Jane E. Libbey

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PURPOSE To examine the role of innate immunity in a novel viral infection-induced seizure model. METHODS C57BL/6 mice, mouse strains deficient in interleukin (IL)-1RI, IL-6, tumor necrosis factor (TNF)-RI, or myeloid differentiation primary response gene 88 (MyD88), or transgenic mice (OT-I) were infected with Theiler's murine encephalomyelitis virus(More)
Cells that can participate in an innate immune response within the central nervous system (CNS) include infiltrating cells (polymorphonuclear leukocytes [PMNs], macrophages, and natural killer [NK] cells) and resident cells (microglia and sometimes astrocytes). The proinflammatory cytokine interleukin-6 (IL-6) is produced by all of these cells and has been(More)
Autistic disorder (autism) is a behaviorally defined developmental disorder with a wide range of behaviors. Although the etiology of autism is unknown, data suggest that autism results from multiple etiologies with both genetic and environmental contributions, which may explain the spectrum of behaviors seen in this disorder. One proposed etiology for(More)
Axonal pathology has been highlighted as a cause of neurological disability in multiple sclerosis. The Daniels (DA) strain of Theiler's murine encephalomyelitis virus infects the gray matter of the central nervous system of mice during the acute phase and persistently infects the white matter of the spinal cord during the chronic phase, leading to(More)
Theiler's murine encephalomyelitis virus (TMEV) is divided into two subgroups based on neurovirulence. During the acute phase, DA virus infects cells in the gray matter of the central nervous system (CNS). Throughout the chronic phase, DA virus infects glial cells in the white matter, causing demyelinating disease. Although GDVII virus also infects neurons(More)
PURPOSE We demonstrate the establishment and characterization of a novel virus infection-induced seizure model in C57BL/6 mice. METHODS C57BL/6 mice were infected with Theiler's murine encephalomyelitis virus (TMEV) or mock infected. Mice were followed for seizures, weight change, body temperature, motor function (righting reflex, rotorod) and(More)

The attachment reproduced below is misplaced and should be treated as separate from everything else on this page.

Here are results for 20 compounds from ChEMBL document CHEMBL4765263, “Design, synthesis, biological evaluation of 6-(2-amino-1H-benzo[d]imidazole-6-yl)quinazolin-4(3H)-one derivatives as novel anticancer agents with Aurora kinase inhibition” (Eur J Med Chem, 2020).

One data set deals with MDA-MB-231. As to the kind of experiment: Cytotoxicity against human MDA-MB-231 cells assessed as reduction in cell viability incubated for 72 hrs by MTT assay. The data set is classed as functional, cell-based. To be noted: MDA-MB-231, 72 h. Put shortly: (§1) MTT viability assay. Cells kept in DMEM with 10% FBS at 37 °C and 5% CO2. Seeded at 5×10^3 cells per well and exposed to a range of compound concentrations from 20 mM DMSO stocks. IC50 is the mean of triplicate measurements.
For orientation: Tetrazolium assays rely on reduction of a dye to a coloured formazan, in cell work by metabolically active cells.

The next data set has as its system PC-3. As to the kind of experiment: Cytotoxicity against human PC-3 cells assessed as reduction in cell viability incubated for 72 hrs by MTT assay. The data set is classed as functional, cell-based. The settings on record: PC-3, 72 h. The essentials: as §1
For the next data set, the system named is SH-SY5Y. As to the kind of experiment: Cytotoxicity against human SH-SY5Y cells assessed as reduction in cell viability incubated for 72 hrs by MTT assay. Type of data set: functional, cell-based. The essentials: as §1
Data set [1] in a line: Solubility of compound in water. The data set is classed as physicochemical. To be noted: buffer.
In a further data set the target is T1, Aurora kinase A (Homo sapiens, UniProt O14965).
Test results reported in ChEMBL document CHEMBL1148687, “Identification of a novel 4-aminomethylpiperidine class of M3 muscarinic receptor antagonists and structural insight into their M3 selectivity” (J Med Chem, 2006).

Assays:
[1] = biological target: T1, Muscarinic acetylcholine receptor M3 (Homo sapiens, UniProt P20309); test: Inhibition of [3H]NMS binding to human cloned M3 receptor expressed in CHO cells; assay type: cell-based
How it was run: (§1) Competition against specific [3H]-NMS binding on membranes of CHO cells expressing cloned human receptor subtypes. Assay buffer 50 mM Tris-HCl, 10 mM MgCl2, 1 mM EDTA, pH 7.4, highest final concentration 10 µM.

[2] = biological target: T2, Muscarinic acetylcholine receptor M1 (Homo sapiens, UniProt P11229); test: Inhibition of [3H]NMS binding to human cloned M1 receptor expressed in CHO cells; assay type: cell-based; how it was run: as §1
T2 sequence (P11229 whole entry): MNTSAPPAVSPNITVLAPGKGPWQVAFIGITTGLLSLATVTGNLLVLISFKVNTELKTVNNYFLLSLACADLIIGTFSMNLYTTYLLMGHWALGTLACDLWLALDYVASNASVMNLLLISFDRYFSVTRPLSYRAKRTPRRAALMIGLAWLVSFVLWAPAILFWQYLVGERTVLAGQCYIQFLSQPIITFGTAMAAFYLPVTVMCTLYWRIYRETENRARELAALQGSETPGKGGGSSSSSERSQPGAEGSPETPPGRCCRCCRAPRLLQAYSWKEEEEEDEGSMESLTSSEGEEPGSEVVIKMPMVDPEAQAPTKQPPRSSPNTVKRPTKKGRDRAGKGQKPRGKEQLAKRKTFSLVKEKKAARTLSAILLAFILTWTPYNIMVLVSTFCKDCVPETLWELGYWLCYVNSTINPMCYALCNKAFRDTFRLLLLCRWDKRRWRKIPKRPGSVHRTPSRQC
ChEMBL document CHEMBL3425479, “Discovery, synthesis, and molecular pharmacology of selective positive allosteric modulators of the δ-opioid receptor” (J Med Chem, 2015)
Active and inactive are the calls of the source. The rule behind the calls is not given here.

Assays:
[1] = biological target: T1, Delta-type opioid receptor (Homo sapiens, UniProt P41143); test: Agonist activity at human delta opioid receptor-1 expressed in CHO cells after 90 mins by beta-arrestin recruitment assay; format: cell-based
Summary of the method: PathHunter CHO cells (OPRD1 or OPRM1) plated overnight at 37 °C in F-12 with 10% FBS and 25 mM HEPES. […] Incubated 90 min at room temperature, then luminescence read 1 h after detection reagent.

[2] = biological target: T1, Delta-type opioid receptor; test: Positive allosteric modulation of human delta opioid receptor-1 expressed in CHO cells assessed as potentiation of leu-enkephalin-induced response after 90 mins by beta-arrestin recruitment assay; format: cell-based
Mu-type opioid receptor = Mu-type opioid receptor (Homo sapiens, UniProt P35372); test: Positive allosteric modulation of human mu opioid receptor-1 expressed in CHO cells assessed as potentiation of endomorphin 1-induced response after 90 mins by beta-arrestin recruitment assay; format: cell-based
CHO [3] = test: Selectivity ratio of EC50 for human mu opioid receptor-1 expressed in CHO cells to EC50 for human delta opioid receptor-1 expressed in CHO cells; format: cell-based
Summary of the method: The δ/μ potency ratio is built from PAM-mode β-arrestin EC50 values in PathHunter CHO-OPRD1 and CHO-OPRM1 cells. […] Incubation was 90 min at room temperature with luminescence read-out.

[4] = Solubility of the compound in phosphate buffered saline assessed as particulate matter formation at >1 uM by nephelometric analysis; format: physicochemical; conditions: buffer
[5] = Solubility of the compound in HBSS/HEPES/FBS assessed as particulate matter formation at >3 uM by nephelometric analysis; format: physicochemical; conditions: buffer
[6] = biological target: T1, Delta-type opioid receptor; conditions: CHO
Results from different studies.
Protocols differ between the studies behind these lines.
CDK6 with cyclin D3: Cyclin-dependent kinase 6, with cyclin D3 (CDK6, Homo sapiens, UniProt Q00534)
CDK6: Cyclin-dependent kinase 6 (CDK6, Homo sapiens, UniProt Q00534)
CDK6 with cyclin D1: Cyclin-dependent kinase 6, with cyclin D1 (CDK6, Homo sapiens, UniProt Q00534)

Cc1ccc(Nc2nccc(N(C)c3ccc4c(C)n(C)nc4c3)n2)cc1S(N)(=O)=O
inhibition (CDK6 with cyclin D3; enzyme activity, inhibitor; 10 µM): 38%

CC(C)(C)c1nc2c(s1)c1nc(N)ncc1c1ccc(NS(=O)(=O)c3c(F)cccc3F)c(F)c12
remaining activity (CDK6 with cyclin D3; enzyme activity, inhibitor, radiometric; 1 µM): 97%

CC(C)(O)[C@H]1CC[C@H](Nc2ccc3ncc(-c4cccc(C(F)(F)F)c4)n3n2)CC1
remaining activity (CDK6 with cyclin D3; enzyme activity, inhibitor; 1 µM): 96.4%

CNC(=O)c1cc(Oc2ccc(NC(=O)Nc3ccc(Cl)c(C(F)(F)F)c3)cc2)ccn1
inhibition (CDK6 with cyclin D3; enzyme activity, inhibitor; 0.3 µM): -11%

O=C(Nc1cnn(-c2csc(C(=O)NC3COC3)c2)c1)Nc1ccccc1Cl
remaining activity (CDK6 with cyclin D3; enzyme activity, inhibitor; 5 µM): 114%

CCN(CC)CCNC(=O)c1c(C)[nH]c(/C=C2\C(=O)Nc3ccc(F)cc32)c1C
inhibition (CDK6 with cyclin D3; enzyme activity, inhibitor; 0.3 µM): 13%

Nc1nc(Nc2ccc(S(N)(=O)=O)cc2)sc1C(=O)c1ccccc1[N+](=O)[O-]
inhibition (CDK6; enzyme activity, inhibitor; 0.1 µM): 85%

Viral infections of the central nervous system (CNS) can trigger an antiviral immune response, which initiates an inflammatory cascade to control viral replication and dissemination. The extent of the proinflammatory response in the CNS and the timing of the release of proinflammatory cytokines can lead to neuronal excitability. Tumor necrosis factor alpha(More)
PURPOSE OF REVIEW This review will explore two new aspects of the involvement of viruses in multiple sclerosis pathogenesis. The first aspect is the complex interactions between viruses. The second aspect is the proposal of a mechanism by which autoreactive T cells are able to escape thymic selection and potentially recognize self and a pathogen. RECENT(More)
Controversy exists over the role of autoantibodies to central nervous system antigens in autism and Tourette Syndrome. We investigated plasma autoantibody titers to glial fibrillary acidic protein (GFAP) in children with classic onset (33) and regressive onset (26) autism, controls (25, healthy age- and gender-matched) and individuals with Tourette Syndrome(More)
One of the most common demyelinating central nervous system (CNS) diseases in humans is multiple sclerosis (MS). The disease can be very debilitating with vision loss, motor and sensory disturbances, and cognitive impairment. The clinical course may present as a relapsing-remitting disease course, a progressive disease course, or a combination thereof. The(More)